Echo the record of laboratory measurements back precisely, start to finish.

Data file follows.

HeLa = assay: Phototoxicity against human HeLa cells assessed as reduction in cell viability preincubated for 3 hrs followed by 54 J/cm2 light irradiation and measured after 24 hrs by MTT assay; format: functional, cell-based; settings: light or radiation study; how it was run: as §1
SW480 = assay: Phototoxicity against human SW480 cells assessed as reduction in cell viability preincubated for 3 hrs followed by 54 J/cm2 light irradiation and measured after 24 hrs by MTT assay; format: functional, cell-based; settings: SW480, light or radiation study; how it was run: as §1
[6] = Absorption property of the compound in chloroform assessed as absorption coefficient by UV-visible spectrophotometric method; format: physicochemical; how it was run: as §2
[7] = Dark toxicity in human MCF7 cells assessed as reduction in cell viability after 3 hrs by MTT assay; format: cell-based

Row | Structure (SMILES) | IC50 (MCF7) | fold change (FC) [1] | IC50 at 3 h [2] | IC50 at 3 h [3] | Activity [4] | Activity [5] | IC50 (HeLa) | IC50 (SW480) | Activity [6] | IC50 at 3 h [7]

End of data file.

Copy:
HeLa = assay: Phototoxicity against human HeLa cells assessed as reduction in cell viability preincubated for 3 hrs followed by 54 J/cm2 light irradiation and measured after 24 hrs by MTT assay; format: functional, cell-based; settings: light or radiation study; how it was run: as §1
SW480 = assay: Phototoxicity against human SW480 cells assessed as reduction in cell viability preincubated for 3 hrs followed by 54 J/cm2 light irradiation and measured after 24 hrs by MTT assay; format: functional, cell-based; settings: SW480, light or radiation study; how it was run: as §1
[6] = Absorption property of the compound in chloroform assessed as absorption coefficient by UV-visible spectrophotometric method; format: physicochemical; how it was run: as §2
[7] = Dark toxicity in human MCF7 cells assessed as reduction in cell viability after 3 hrs by MTT assay; format: cell-based

Row | Structure (SMILES) | IC50 (MCF7) | fold change (FC) [1] | IC50 at 3 h [2] | IC50 at 3 h [3] | Activity [4] | Activity [5] | IC50 (HeLa) | IC50 (SW480) | Activity [6] | IC50 at 3 h [7]